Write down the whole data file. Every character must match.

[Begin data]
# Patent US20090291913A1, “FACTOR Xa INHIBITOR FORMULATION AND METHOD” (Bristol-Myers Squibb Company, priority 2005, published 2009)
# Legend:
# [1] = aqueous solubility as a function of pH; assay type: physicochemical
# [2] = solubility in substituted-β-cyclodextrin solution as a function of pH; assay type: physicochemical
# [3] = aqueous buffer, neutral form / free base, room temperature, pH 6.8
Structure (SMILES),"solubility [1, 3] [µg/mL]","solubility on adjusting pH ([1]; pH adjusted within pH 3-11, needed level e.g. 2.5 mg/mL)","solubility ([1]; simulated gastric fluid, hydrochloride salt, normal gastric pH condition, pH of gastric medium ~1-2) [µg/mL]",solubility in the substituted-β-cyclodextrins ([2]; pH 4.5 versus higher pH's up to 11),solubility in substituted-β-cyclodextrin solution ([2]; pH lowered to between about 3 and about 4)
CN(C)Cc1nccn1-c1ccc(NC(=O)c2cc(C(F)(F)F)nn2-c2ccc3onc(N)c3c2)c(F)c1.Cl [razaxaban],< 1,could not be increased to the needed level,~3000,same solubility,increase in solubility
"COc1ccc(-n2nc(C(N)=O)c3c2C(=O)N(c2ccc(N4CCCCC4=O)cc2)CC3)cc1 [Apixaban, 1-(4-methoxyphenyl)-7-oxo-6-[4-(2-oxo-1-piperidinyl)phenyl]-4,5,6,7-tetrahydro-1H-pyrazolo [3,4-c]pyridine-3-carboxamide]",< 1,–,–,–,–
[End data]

# Patent US20090291913A1, “FACTOR Xa INHIBITOR FORMULATION AND METHOD” (Bristol-Myers Squibb Company, priority 2005, published 2009)
# Legend:
# [1] = aqueous solubility as a function of pH; assay type: physicochemical
# [2] = solubility in substituted-β-cyclodextrin solution as a function of pH; assay type: physicochemical
# [3] = aqueous buffer, neutral form / free base, room temperature, pH 6.8
Structure (SMILES),"solubility [1, 3] [µg/mL]","solubility on adjusting pH ([1]; pH adjusted within pH 3-11, needed level e.g. 2.5 mg/mL)","solubility ([1]; simulated gastric fluid, hydrochloride salt, normal gastric pH condition, pH of gastric medium ~1-2) [µg/mL]",solubility in the substituted-β-cyclodextrins ([2]; pH 4.5 versus higher pH's up to 11),solubility in substituted-β-cyclodextrin solution ([2]; pH lowered to between about 3 and about 4)
CN(C)Cc1nccn1-c1ccc(NC(=O)c2cc(C(F)(F)F)nn2-c2ccc3onc(N)c3c2)c(F)c1.Cl [razaxaban],< 1,could not be increased to the needed level,~3000,same solubility,increase in solubility
"COc1ccc(-n2nc(C(N)=O)c3c2C(=O)N(c2ccc(N4CCCCC4=O)cc2)CC3)cc1 [Apixaban, 1-(4-methoxyphenyl)-7-oxo-6-[4-(2-oxo-1-piperidinyl)phenyl]-4,5,6,7-tetrahydro-1H-pyrazolo [3,4-c]pyridine-3-carboxamide]",< 1,–,–,–,–